Abstract: Vertebrate Tpr and its probable homologs in insects and yeast are heptad repeat-dominated nuclear proteins of M(r) 195,000 to M(r) 267,000 the functions of which are still largely unknown. Whereas two homologs exist in Saccharomyces cerevisiae, it has remained uncertain whether metazoans possess different paralogs or isoforms of Tpr that might explain controversial reports on the subcellular localization of this protein. To address these possibilities, we first determined the sequence and structure of the murine tpr gene, revealing a TATA box-less gene of approximately 57 kb and 52 exons. Southern hybridization of genomic DNA and radiation hybrid mapping showed that murine tpr exists as a single-copy gene on chromosome 1; RNA blotting analyses and EST (expressed sequence tag) database mining revealed that its expression results in only one major mRNA in embryonic and most adult tissues. Accordingly, novel antibodies against the N- and C-terminus of Tpr identified the full-length protein as the major translation product in different somatic cell types; reinvestigation of Tpr localization by confocal microscopy corroborated a predominant localization at the nuclear pore complexes in these cells. Antibody specificity and reliability of Tpr localization was demonstrated by post-transcriptional tpr gene silencing using siRNAs that eliminated the Tpr signal at the nuclear periphery but did not affect intranuclear staining of Tpr-unrelated proteins. Finally, we defined several sequence and structural features that characterize Tpr polypeptides in different species and used these as a guideline to search whole-genome sequence databases for putative paralogs of Tpr in higher eukaryotes. This approach resulted in identification of the Tpr orthologs in Arabidopsis thaliana and Caenorhabditis elegans, but also in the realization that no further paralogs of Tpr exist in several metazoan model organisms or in humans. In summary, these results reveal Tpr to be a unique protein localized at the nuclear periphery of the somatic cell in mammals.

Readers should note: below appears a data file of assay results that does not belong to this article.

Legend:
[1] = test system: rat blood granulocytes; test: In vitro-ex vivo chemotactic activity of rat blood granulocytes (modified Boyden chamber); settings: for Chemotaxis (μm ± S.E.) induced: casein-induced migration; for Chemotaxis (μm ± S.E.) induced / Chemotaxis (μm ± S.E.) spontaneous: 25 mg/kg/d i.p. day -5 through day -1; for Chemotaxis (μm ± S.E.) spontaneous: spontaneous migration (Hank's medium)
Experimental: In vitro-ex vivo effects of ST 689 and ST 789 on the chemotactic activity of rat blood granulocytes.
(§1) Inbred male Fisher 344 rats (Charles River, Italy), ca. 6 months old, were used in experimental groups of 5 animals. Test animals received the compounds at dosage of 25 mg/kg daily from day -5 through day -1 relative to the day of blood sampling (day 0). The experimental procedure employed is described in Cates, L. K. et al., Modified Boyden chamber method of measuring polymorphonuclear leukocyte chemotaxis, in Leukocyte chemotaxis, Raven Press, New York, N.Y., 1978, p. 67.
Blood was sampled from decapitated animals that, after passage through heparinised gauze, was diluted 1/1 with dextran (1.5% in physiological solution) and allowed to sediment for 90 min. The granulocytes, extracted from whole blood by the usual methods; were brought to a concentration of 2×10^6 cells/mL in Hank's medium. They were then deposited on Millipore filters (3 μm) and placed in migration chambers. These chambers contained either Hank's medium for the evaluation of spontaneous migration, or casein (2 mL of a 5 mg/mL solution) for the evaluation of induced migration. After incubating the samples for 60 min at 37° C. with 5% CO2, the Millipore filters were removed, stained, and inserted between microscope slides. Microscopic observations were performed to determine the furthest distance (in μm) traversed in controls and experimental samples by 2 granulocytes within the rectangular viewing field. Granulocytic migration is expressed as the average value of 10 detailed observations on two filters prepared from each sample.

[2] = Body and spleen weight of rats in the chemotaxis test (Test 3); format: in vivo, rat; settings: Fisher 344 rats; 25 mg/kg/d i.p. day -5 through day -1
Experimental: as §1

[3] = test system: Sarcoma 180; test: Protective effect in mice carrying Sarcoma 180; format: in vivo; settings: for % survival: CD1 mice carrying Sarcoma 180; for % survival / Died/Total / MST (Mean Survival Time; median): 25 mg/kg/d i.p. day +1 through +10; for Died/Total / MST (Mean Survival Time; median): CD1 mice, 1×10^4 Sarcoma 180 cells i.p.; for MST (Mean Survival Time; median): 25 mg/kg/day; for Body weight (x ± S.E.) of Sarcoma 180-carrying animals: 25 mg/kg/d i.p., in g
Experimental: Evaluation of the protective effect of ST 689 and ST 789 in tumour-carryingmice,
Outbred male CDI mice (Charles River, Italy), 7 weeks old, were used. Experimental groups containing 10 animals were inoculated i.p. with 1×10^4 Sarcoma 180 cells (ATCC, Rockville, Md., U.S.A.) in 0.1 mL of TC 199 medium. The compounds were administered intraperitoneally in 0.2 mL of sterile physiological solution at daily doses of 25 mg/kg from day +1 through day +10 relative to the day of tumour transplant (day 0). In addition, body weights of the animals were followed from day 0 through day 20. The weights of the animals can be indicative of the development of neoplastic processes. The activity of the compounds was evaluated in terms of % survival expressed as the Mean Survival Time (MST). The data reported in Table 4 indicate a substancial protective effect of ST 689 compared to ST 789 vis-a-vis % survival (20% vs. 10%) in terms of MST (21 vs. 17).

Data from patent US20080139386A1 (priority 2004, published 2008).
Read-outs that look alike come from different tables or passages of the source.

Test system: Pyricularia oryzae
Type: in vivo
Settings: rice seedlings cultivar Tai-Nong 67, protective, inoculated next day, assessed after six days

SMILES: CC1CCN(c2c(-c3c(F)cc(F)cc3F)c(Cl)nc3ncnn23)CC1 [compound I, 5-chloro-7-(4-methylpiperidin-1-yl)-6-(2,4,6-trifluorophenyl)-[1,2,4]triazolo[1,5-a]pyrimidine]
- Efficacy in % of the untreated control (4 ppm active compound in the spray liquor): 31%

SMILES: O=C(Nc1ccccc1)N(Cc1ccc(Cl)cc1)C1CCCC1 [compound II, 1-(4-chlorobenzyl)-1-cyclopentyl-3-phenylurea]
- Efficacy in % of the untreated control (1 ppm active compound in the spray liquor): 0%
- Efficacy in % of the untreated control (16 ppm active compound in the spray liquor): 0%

Type of Publication: Journal article published
    PubMed ID: 12424524
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  • 6
    Keywords: COMPLEX ; CHROMATIN ; MELANOGASTER ; DNA methylation ; LOCALIZATION ; HISTONE DEACETYLASE ; REPRESSION ; CPG-BINDING-PROTEINS ; METHYLTRANSFERASES
    Abstract: The Drosophila gene dMBD2/3 encodes a protein with significant homologies to the mammalian methyl-DNA binding proteins MBD2 and MBD3. These proteins are essential components of chromatin complexes involved in epigenetic gene regulation. Because the available in vitro data on dMBD2/3 are conflicting we have started an in vivo characterization of dMBD2/3. We detected expression of two isoforms specifically during embryonic development. Staining of whole embryos combined with high-resolution confocal microscopy revealed a highly regulated spatial distribution. During the syncytial blastoderm stage, dMBD2/3 formed speckles that localized to the cytoplasm. Shortly after, during the cellular blastoderm stage, the protein entered the nucleus and formed bright foci that associated with DNA. This rapid transition coincided with the activation of the embryonic genome. A similar observation was made during activation of the spermatocyte genome as dMBD2/3 formed distinct foci associated with the activated Y chromosome. Our results indicate that dMBD2/3 forms specialized nuclear compartments to keep certain genes epigenetically silenced during genome activation.